Statoil said yesterday the groundbreaking renewable technology it is bringing to Scotland has the potential to supply the entire world with clean energy.
It comes a day after the Scottish Government approved the Norwegian energy giant’s £180million plan to install the world’s first floating wind farm off the coast of Aberdeenshire.
Statoil said the technology boasts a number of practical and environmental advantages over fixed turbine wind farms.
The firm added it would do its best to soften the Hywind project’s impact on the fishing industry.
Statoil spent 13 years developing the floating turbines, five of which will be anchored to the seabed 15 miles from Peterhead with first delivery to the grid expected in late 2017.
One of the benefits of using floating turbines comes from the fact that they can be standardised and produced en masse, while fixed windmills each need to be adapted to suit their planned site.
They can also be moved further out to sea to reduce their visibility from land.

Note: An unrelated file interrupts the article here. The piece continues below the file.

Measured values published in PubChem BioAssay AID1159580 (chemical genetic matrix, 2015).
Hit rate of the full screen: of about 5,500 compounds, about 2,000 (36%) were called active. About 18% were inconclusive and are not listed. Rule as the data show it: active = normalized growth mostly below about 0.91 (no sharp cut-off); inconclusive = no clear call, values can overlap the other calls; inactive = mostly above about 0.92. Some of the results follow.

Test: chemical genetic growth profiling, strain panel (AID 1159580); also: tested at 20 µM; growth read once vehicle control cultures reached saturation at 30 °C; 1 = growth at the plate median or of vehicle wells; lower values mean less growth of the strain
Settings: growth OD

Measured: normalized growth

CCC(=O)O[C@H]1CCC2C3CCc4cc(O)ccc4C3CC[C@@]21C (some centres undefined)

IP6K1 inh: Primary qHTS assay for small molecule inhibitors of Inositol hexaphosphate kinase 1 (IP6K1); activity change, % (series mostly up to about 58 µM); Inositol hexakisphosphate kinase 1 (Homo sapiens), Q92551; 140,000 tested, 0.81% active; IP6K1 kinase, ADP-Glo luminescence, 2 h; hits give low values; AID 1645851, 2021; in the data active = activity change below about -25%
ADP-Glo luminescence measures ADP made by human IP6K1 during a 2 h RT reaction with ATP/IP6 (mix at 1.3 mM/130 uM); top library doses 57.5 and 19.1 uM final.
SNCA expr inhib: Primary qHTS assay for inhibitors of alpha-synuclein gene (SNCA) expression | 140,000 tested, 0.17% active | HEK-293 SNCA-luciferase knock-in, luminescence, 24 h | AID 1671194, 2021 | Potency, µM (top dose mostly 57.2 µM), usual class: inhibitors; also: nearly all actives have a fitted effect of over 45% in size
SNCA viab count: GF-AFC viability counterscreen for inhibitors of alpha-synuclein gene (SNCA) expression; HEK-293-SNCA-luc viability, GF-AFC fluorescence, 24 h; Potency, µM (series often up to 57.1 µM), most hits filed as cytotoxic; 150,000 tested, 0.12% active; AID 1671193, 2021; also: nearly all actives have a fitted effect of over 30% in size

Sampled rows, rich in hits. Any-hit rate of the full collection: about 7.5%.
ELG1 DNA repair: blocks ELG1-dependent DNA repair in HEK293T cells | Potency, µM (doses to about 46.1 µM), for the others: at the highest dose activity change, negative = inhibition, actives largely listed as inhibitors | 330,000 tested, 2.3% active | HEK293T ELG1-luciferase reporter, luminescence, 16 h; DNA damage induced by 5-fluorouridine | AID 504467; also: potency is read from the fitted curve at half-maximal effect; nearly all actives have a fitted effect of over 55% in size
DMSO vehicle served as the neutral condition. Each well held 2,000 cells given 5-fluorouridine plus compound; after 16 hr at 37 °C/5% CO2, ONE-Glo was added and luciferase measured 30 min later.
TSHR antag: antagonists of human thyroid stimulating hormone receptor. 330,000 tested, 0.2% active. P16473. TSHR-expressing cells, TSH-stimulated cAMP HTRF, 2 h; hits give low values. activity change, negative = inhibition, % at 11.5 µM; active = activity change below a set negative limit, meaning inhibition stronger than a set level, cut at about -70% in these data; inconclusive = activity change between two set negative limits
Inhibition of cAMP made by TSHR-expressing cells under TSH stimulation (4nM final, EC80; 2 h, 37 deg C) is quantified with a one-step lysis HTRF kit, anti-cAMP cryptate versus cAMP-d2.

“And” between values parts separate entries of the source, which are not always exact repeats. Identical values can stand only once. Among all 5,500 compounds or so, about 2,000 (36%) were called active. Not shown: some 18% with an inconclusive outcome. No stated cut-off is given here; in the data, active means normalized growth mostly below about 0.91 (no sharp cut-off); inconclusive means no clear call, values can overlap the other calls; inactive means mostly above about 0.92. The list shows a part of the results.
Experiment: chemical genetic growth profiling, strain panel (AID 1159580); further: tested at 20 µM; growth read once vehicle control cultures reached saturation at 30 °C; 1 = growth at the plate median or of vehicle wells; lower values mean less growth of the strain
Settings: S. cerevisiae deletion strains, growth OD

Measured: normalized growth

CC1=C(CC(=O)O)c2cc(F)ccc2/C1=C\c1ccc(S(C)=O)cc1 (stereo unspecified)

And while the turbines are more expensive to run and less proven than their fixed cousins at present, they do have greater potential for cost reduction.
Statoil installed a prototype of the turbine off the coast of Norway in 2009, and in the subsequent six years has shaved 60% to 70% off its operating costs.
Tove Stuhr Sjoblom, managing director for Statoil Production UK, said the Hywind project has “wide horizons” with the ability to provide energy for Scotland, but also globally.
She said: “If we can prove the technology is competitive it has huge potential where we can build clean energy for the world.
“Countries need access to energy but not all of them have the land area to build wind farms or have the shallow shelf the UK has.”
Andrew Reid, Aberdeen-based managing director of energy consultancy Douglas-Westwood, said the development represented a “shift-change” in attitudes towards the floating wind turbines for the UK.
He said the increased confidence in the technology will allow the UK to “capture the huge wind resources in deep water North Sea”.
Trine Ingebjorg Ulla, head of wind asset management for Statoil, said it was unclear how many jobs would be created by the pilot project, which should produce enough electricity to power 20,000 homes.
But she did say the operational base will be in Peterhead and that several contracts will be awarded to supply chain companies on the back of it.
The turbines will be made in Denmark.
Ms Ingebjorg Ulla also said the construction and operation of Hywind would place some restrictions on the fisheries, but that Statoil would reduce the safety zone around the turbines as much as possible.